Another Labour/SNP battleground, Hamilton and Clyde Valley, is expected to declare around 1.45am, just after East Kilbride and Strathaven, which should come in around 1.30am.

Swindon North, where polls suggest Labour candidate Will Stone could defeat incumbent Tory ex-minister and former deputy party chair Justin Tomlinson, is expected to declare its results around 1.45am.


Among the ‘ones-to-watch’ results here is Rochdale, which is set to declare around 2.30am whether George Galloway has successfully defended his seat against Labour candidate and political journalist Paul Waugh.

That’s also when the result should come in for Holborn and St Pancras, where Labour leader Sir Keir Starmer is standing, as well as the Tory-held Cannock Chase, in which a Labour win – requiring a 21.5-percentage point swing – could be among the first indicators of a landscape victory for the Opposition.


Around 3.30am is when Jeremy Hunt will learn whether or not he has become the first sitting Chancellor in history to lose his seat at a general election.

Mr Hunt is standing in the new constituency of Godalming and Ash, where the Liberal Democrats have made steady gains over the past few elections. The Chancellor’s majority was cut from over 21,000 to just under 9,000 in his previous seat of South West Surrey between 2017 and 2019.

Other Cabinet members also potentially at risk and awaiting their fates around that time are the likes of Defence Secretary Grant Shapps (Welwyn Hatfield), Commons Leader Penny Mordaunt (Portsmouth North), Education Secretary Gillian Keegan (Chichester), Transport Secretary Mark Harper (Forest of Dean), Veterans Affairs Minister Johnny Mercer (Plymouth Moor View) and Minister for “common sense” Esther McVey (Tatton).

Justice Secretary Alex Chalk should hear of the results in his seat of Cheltenham around 3am, with the results for Caerfyrddin, where Chief Whip Simon Hart is the incumbent, expected around 3.15am.

The latter is also when Labour’s Thangam Debbonaire will learn if she has held her Bristol Central seat against Greens co-leader Carla Denyer, who is aiming to become her party’s second-ever MP.

Meanwhile, former Tory leader Sir Iain Duncan Smith will find out around 3am if he has managed to hold the Chingford and Woodford Green seat that has been his since 1997.

Former home secretary Suella Braverman will also hear around that time if she is to remain in the Commons representing Fareham and Waterlooville.

Some more Red Wall seats that Labour will hope to have reclaimed include Great Grimsby and Cleethorpes and Scunthorpe, which are set to declare at 3am and 3.15am, respectively.

3am is also when former Labour leader and now independent candidate Jeremy Corbyn will learn if he has held onto his Islington North seat.

In Scotland, the Lib Dems are fighting to win back Mid Dunbartonshire, the seat of former party leader Jo Swinson which she lost at the 2019 general election, and will learn how they’ve gotten on around 3.30am.


This hour is another big one for several key political figures, including Rishi Sunak.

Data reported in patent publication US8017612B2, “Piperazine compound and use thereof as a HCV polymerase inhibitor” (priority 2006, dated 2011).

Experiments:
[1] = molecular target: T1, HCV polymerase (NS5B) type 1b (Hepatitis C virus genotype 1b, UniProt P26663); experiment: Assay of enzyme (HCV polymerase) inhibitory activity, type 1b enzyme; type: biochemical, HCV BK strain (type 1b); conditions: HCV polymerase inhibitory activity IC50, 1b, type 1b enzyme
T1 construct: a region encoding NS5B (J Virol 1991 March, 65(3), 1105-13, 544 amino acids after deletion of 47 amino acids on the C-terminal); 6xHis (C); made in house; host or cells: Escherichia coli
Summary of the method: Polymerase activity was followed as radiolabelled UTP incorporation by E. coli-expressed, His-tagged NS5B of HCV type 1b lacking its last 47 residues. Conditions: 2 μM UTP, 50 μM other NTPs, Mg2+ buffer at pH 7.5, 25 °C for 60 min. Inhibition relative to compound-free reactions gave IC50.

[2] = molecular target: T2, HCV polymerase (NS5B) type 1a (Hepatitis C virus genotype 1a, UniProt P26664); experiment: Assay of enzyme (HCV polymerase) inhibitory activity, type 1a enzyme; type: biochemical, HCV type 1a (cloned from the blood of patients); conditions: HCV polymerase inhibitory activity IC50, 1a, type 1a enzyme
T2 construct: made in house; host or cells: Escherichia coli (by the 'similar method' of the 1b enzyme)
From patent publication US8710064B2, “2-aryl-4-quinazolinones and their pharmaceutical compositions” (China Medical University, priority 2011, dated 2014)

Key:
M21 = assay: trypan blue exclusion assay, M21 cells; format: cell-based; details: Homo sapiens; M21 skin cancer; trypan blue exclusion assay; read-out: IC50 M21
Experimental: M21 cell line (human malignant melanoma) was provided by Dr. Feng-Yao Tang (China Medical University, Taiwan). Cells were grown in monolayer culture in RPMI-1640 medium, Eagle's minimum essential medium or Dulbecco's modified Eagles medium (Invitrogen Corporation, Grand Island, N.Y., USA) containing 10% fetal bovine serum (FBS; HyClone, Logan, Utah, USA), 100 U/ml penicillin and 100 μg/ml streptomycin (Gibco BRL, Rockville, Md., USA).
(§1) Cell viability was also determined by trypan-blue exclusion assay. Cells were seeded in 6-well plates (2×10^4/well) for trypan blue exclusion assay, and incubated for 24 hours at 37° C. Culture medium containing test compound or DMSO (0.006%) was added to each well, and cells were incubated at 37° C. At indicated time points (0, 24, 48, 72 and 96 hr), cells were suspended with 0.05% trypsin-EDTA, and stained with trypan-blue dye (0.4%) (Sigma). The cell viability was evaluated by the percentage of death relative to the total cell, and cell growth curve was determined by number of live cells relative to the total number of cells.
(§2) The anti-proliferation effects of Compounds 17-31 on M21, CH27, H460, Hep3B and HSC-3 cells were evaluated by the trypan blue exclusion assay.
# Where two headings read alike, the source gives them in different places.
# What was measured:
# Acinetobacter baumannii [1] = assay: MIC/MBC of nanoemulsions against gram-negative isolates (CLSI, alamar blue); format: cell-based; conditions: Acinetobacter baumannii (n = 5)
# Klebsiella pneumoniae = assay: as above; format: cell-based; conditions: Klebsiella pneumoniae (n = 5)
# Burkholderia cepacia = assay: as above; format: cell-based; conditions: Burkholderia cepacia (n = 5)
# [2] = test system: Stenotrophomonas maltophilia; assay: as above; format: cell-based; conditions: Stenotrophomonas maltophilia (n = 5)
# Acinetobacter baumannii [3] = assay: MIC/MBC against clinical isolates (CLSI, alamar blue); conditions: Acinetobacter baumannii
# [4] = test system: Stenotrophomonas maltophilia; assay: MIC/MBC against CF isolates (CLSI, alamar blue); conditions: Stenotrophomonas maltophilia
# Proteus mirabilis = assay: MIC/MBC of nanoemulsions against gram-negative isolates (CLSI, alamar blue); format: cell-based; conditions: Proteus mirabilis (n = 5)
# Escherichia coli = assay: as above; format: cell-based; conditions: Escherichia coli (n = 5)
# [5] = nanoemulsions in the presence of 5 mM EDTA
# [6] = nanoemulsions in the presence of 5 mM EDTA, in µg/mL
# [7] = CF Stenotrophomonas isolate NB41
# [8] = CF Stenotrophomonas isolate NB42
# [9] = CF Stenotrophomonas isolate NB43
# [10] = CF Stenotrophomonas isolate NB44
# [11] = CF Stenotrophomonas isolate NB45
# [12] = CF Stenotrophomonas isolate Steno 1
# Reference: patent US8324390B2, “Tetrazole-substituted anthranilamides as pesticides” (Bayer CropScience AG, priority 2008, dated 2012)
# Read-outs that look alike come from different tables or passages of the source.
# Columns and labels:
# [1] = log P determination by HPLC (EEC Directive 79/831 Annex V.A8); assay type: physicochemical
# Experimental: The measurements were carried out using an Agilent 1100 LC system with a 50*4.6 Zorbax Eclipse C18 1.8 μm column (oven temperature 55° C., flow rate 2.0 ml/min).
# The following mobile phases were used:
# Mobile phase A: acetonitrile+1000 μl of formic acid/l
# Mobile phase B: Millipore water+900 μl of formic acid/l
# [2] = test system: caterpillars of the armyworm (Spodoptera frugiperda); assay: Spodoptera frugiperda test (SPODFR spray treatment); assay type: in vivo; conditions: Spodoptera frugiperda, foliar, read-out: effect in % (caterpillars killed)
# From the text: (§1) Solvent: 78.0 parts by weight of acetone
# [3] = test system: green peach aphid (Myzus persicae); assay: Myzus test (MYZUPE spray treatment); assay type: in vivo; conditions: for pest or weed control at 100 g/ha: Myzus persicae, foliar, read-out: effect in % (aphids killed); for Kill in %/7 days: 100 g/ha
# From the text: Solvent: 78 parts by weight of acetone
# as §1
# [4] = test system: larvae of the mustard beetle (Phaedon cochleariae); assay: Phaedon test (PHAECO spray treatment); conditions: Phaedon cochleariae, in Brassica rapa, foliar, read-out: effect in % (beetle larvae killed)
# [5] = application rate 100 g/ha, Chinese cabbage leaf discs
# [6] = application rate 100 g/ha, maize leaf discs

The Prime Minister will learn his fate in the new constituency of Richmond and Northallerton around 4am, the same time as when Reform UK leader Nigel Farage is expected to hear whether he has won in Clacton to grab a seat in parliament on his eighth attempt.

Home Secretary James Cleverly (Braintree) and Work and Pensions Secretary Mel Stride (Central Devon) should also both learn of the results in their respective constituencies around 4am, as well as former home secretary Priti Patel, who is under threat due to tactical voting in Witham.

Jacob Rees-Mogg, standing in the North East Somerset and Hanham constituency which should declare around 4.30am, has been predicted by some polls to be at risk of losing to Labour’s Dan Norris.

4.30am is also when results are expected for Ashfield, where former Tory deputy chair Lee Anderson has been predicted by some polls to be on track to hold his seat for Reform.


Attorney General Victoria Prentis will find out around 5am whether she has held her seat in Banbury, the same time as when the winner of the Maidenhead seat of former prime minister Theresa May – who is not standing in this election – should be announced.

Also at 5am is the expected results declaration time for West Aberdeenshire and Kincardine, where nuclear minister Andrew Bowie faces losing the seat he currently holds with a majority of just over 800 votes.

Meanwhile, 5.30am is when former prime minister Liz Truss should hear whether she has held her seat in South West Norfolk.


Among the remaining constituencies currently expected to declare at or after 6am are all of Croydon East, Croydon South and Croydon West, as well as Wycombe, Huddersfield and both Ilford North and Ilford South.


All 650 constituencies are currently projected to have declared their results by 7am.

The following map will begin to fill out with seat-by-seat results as they come in.

Meanwhile, as results are declared, the below graphic will begin to chart the change in the number of seats won by each party compared to the results of the last general election, back in 2019.